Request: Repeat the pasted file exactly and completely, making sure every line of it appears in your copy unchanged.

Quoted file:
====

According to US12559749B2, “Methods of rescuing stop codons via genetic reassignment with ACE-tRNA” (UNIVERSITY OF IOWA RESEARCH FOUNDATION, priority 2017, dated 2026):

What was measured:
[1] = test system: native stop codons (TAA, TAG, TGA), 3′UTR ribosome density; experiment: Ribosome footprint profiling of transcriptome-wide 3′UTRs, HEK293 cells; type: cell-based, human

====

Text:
According to US12559749B2, “Methods of rescuing stop codons via genetic reassignment with ACE-tRNA” (UNIVERSITY OF IOWA RESEARCH FOUNDATION, priority 2017, dated 2026):

What was measured:
[1] = test system: native stop codons (TAA, TAG, TGA), 3′UTR ribosome density; experiment: Ribosome footprint profiling of transcriptome-wide 3′UTRs, HEK293 cells; type: cell-based, human